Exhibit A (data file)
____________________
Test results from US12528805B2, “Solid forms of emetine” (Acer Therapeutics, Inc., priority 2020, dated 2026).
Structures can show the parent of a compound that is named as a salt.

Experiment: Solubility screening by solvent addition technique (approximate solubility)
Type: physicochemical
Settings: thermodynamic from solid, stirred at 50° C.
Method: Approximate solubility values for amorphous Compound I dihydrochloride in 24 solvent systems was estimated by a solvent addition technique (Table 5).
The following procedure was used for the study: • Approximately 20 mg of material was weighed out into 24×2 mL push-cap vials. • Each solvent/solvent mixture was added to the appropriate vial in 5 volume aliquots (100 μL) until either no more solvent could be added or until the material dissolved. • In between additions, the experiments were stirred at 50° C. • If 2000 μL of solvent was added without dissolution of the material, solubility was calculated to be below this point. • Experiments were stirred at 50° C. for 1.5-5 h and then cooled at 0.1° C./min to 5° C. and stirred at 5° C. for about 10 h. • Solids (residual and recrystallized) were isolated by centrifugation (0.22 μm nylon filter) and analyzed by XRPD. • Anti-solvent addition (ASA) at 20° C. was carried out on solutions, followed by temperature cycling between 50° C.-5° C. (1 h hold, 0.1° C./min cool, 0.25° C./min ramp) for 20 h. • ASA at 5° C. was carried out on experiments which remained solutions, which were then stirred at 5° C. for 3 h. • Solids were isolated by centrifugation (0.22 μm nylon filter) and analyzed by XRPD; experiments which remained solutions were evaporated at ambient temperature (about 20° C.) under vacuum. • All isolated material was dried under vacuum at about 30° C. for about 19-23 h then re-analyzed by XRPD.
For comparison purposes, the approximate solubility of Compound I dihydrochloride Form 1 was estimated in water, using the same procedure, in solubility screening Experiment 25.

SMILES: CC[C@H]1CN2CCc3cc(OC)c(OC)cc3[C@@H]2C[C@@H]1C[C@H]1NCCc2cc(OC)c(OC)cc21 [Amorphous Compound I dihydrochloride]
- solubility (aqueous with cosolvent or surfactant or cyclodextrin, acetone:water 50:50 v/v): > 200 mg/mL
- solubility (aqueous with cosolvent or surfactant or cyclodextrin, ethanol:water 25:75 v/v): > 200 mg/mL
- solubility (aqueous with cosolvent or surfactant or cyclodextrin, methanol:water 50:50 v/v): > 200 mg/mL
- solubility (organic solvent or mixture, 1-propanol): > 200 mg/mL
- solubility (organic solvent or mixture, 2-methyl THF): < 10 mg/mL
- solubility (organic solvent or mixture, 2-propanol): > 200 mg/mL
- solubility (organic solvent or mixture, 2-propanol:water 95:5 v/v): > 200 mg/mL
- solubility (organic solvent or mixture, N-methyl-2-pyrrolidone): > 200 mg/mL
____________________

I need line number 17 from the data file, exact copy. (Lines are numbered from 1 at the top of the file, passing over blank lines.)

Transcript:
- solubility (organic solvent or mixture, N-methyl-2-pyrrolidone): > 200 mg/mL